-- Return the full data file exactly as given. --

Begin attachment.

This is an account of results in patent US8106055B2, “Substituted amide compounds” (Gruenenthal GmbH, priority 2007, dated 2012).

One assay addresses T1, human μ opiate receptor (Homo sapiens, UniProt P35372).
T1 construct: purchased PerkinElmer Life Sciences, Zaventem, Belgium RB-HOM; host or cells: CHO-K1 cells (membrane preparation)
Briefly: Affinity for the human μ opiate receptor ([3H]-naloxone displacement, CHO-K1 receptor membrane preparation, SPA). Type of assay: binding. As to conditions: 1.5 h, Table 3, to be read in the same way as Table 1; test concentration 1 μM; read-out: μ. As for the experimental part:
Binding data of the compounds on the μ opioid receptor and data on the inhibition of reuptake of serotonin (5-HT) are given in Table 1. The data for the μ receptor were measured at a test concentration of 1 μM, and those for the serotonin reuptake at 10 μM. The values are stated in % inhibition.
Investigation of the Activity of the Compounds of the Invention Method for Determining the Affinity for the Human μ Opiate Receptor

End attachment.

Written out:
This is an account of results in patent US8106055B2, “Substituted amide compounds” (Gruenenthal GmbH, priority 2007, dated 2012).

One assay addresses T1, human μ opiate receptor (Homo sapiens, UniProt P35372).
T1 construct: purchased PerkinElmer Life Sciences, Zaventem, Belgium RB-HOM; host or cells: CHO-K1 cells (membrane preparation)
Briefly: Affinity for the human μ opiate receptor ([3H]-naloxone displacement, CHO-K1 receptor membrane preparation, SPA). Type of assay: binding. As to conditions: 1.5 h, Table 3, to be read in the same way as Table 1; test concentration 1 μM; read-out: μ. As for the experimental part:
Binding data of the compounds on the μ opioid receptor and data on the inhibition of reuptake of serotonin (5-HT) are given in Table 1. The data for the μ receptor were measured at a test concentration of 1 μM, and those for the serotonin reuptake at 10 μM. The values are stated in % inhibition.
Investigation of the Activity of the Compounds of the Invention Method for Determining the Affinity for the Human μ Opiate Receptor